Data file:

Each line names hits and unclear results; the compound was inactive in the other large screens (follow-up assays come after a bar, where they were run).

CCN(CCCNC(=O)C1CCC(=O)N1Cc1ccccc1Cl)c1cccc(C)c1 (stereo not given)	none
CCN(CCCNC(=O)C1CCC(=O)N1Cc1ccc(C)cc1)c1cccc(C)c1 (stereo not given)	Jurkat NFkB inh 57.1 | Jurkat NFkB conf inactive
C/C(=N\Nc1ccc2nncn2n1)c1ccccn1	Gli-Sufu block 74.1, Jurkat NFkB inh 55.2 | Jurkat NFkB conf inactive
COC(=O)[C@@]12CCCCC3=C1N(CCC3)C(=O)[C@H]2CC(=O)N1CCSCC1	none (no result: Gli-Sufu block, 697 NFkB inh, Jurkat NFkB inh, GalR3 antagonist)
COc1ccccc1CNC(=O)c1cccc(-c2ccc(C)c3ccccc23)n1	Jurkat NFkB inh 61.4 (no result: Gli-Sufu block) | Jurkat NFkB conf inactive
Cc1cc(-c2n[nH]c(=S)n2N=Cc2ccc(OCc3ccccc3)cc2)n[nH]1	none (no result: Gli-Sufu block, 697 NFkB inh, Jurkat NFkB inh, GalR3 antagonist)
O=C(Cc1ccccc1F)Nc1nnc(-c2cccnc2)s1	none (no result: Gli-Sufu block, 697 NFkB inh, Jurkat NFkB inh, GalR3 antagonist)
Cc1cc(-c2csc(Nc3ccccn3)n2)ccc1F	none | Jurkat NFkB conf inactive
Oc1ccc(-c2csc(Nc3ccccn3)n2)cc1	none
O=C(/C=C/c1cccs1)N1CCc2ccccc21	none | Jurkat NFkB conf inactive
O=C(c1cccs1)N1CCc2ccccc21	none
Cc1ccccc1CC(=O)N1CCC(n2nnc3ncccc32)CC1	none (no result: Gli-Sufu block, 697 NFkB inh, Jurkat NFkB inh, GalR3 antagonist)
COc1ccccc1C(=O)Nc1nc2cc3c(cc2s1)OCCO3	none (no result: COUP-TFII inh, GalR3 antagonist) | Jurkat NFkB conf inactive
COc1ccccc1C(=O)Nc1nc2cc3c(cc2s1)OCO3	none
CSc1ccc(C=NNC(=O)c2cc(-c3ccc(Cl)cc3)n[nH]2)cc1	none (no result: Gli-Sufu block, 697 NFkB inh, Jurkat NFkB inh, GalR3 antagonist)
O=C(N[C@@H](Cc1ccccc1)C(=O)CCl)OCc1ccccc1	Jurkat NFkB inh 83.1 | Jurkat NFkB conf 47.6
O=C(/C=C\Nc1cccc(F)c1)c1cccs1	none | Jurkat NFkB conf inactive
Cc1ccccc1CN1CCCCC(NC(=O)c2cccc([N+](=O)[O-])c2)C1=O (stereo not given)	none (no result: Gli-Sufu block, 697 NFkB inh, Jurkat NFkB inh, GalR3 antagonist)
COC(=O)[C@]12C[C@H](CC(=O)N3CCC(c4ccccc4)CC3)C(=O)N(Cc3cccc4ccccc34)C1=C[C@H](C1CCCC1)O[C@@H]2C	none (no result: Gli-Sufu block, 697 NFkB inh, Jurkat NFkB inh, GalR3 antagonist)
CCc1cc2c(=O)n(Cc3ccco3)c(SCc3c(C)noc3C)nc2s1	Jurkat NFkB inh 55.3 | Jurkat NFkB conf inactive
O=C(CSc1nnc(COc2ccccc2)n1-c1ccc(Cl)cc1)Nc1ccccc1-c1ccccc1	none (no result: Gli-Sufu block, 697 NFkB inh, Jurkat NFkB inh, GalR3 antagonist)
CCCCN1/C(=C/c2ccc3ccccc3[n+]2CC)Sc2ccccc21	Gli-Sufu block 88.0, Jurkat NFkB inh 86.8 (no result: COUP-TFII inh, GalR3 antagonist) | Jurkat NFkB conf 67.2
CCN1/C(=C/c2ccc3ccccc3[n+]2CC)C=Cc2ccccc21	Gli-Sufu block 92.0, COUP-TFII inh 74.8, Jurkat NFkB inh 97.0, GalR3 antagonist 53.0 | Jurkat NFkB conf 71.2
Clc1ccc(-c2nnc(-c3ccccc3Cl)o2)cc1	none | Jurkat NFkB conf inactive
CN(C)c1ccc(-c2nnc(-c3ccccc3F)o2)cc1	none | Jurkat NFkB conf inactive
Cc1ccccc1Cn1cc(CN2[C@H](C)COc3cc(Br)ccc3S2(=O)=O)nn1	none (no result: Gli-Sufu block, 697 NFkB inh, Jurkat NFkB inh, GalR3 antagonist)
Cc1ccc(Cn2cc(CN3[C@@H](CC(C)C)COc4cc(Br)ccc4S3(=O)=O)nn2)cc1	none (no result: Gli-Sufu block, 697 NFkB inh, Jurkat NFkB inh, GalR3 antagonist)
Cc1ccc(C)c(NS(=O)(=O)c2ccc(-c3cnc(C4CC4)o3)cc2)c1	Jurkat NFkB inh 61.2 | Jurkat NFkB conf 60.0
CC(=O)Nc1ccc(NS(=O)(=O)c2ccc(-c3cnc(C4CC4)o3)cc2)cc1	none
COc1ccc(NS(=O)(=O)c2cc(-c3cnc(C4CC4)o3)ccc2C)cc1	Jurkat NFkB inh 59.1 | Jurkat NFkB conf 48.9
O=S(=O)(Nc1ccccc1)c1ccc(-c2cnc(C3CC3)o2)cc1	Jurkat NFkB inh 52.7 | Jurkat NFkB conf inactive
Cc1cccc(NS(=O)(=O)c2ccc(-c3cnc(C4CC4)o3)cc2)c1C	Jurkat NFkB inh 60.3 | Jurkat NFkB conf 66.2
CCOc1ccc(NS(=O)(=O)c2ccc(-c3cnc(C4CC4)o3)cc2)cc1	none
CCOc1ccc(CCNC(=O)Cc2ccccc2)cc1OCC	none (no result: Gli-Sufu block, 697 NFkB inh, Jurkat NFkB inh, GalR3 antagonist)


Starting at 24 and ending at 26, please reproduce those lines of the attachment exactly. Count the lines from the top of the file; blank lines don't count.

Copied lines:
CCN1/C(=C/c2ccc3ccccc3[n+]2CC)C=Cc2ccccc21	Gli-Sufu block 92.0, COUP-TFII inh 74.8, Jurkat NFkB inh 97.0, GalR3 antagonist 53.0 | Jurkat NFkB conf 71.2
Clc1ccc(-c2nnc(-c3ccccc3Cl)o2)cc1	none | Jurkat NFkB conf inactive
CN(C)c1ccc(-c2nnc(-c3ccccc3F)o2)cc1	none | Jurkat NFkB conf inactive